Gandhi returned to India a hero, hailed with a new name Mahatma-great soul.    He emerged slowly on to the Indian scene dealing with economic issues such as the plight of sharecroppers and mill workers.  However the Amristar massacre had given him a stage of unprecedented size to work with.  Understanding the scope of the problem, he realized how potent non-violent resistance would be against a foe that had now demonstrated the potential for military action against the innocent.  Acts such as marches, strikes, boycotts, and non-payment of taxes he rallied the nation. The movement had reached the masses with the power of his words and actions rallying the masses from the ghettos of Calcutta to the splendor of Delhi.  He had trumpeted the soul and spirit of the Hindu as superior to the selfish and violent British occupiers, rallying and motivating all he touched.  He transformed the Indian National Congress into a full-fledged political force welcoming all Hindu and Muslim alike.  Jailed after Indians turned to violence, he became even more powerful in jail than on the streets.  His focus on strengthening Indian moral character including outcastes was the key to his movement.  When in 1927 Indian self-rule was to be discussed the committee included no Indian members the writing was on the wall.  As India grew closer to independence under radicals like Jawaharlal Nehru the British seemed to tighten their grip.  It was then that Gandhi rose to the challenge fearing violence he united with the radicals taking a more aggressive approach while ensuring Non-Violence be the method of action.  The march to the sea to make salt without paying a tax was a turning point, amidst beatings, the marchers at Gandhi’s insistence remained peaceful not even raising their arms to protect themselves.  The masses followed him to his jail cell as he was incarcerated for his role in the march.  Frustrated the British released him and agreed to negotiate with him over the independence of India.


XII.           Towards Independence:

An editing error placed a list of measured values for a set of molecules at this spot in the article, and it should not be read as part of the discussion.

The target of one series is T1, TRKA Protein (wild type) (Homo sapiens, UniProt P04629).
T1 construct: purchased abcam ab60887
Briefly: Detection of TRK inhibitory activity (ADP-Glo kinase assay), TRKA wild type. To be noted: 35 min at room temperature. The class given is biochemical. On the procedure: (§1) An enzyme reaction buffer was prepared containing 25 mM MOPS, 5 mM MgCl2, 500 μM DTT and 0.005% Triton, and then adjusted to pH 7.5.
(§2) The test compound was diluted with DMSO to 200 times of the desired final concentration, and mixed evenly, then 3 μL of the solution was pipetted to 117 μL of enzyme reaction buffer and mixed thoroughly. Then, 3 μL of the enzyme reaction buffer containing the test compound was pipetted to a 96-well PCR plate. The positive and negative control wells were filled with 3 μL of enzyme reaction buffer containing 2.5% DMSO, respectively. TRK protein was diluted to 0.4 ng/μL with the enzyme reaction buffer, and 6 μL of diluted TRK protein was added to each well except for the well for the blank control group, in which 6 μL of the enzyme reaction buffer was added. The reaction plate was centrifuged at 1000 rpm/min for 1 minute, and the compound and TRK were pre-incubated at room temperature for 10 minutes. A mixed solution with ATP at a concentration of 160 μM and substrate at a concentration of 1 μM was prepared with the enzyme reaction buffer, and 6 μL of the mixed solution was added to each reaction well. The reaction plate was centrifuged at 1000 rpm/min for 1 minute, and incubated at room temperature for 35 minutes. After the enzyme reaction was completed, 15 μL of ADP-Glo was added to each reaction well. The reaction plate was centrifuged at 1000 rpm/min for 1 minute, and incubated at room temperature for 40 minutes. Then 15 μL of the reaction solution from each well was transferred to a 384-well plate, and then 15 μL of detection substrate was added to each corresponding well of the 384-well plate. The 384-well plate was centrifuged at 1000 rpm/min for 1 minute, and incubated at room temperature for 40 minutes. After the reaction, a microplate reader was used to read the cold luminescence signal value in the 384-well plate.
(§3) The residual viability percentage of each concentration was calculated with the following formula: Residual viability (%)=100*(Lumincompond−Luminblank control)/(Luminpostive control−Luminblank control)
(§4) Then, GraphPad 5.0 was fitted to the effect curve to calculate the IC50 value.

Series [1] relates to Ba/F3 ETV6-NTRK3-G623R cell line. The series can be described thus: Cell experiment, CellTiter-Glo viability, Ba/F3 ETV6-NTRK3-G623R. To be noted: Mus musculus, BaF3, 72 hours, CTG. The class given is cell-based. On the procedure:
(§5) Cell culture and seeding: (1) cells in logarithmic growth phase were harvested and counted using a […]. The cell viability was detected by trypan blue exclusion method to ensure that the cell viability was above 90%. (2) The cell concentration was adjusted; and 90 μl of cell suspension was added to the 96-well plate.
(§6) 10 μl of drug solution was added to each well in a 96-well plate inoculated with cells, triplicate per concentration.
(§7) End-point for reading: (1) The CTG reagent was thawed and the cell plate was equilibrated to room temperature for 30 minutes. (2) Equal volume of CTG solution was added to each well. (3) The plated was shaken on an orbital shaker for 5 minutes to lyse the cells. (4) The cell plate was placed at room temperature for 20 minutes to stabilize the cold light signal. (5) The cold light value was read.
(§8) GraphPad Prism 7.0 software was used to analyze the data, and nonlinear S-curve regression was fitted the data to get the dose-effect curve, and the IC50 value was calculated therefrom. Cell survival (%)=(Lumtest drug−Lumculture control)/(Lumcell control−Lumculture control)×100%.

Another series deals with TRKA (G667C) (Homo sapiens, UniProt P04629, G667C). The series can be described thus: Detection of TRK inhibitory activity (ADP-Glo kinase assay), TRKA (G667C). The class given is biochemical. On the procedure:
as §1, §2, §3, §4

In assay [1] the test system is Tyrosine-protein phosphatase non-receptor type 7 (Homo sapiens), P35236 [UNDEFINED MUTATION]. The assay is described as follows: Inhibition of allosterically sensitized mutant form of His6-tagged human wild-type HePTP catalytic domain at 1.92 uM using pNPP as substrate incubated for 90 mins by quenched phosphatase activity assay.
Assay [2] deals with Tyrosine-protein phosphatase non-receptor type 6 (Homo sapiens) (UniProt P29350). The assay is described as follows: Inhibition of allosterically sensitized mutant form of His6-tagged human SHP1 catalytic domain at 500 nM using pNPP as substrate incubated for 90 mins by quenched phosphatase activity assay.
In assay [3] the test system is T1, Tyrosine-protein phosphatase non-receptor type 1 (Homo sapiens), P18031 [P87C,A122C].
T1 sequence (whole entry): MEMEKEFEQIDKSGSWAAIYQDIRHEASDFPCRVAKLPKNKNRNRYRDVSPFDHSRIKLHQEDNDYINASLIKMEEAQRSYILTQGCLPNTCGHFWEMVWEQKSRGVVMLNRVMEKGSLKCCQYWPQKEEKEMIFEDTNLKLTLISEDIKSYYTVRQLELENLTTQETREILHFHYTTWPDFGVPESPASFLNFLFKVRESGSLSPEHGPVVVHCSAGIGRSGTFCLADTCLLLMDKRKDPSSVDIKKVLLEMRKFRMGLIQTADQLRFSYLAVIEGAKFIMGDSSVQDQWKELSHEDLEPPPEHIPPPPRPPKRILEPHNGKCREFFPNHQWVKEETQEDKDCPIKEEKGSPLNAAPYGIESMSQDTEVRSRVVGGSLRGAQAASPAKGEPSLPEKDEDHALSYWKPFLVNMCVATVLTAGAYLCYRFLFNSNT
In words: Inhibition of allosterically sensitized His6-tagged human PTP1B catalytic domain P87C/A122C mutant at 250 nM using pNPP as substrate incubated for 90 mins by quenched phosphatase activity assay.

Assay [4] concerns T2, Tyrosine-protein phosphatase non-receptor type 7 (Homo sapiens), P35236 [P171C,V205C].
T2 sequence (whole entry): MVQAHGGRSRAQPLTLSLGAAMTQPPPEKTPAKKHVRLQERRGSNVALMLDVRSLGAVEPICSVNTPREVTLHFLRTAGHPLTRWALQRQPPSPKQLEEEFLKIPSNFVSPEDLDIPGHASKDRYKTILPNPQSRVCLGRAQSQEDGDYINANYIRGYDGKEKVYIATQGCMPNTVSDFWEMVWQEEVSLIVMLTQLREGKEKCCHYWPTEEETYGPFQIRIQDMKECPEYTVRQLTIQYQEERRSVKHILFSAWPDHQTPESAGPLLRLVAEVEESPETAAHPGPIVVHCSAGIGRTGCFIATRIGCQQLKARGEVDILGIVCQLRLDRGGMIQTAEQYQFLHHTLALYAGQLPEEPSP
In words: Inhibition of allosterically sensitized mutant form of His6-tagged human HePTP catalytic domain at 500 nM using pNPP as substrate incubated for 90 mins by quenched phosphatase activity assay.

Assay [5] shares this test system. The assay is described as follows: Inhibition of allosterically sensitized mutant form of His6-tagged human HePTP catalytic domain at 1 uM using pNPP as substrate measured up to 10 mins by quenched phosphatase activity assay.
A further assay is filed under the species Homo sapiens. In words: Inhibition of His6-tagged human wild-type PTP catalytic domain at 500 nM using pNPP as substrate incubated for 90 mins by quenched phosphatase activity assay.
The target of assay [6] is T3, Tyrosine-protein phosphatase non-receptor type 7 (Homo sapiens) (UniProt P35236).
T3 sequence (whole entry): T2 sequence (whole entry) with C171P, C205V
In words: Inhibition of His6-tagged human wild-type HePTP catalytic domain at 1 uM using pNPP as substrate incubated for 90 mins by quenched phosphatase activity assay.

The Second World War was the catalyst for the independence of India.  Independence came for reasons less related to India itself but more related to the conditions of post war Europe.  Great Britain declared war on behalf of India, humiliating the Indians.  Gandhi demanded independence or another non-violent attack would be launched.  He was jailed immediately for the duration of the war.  India supported the British albeit not enthusiastically.  The Congress-Gandhi’s party suffered during his imprisonment with the rise of Muhammad Ali Jannah’s Muslim League.  It was during Gandhi’s absence that he and other Islamic leaders urged the world on the necessity of a partition of India based on religious lines calling for a separate Islamic state to be carved out of India.  Gandhi was mortified, his reconstruction of the Indian moral state included harmony not division.    By 1945 Gandhi’s dream appeared to be just that a dream, unification of India based on moral unity and harmony of her people was not possible.  The Northwest corner remained largely Islamic while her South/Dravidian routes were steadfastly Hindu.  The new state would become Pakistan, tensions ran high and still do so today.   On the 14th of August 1947 India became an independent state flanked by her new neighbor Pakistan.  However the independence was marred by religious bloodshed and chaos.  Gandhi announced a fast to protest Hindu persecution of innocent Muslims, hoping to restore friendship.  His efforts were fruitless and in 1948 his dreams are shattered as he is gunned down by a Hindu fanatic for his acceptance of Muslims.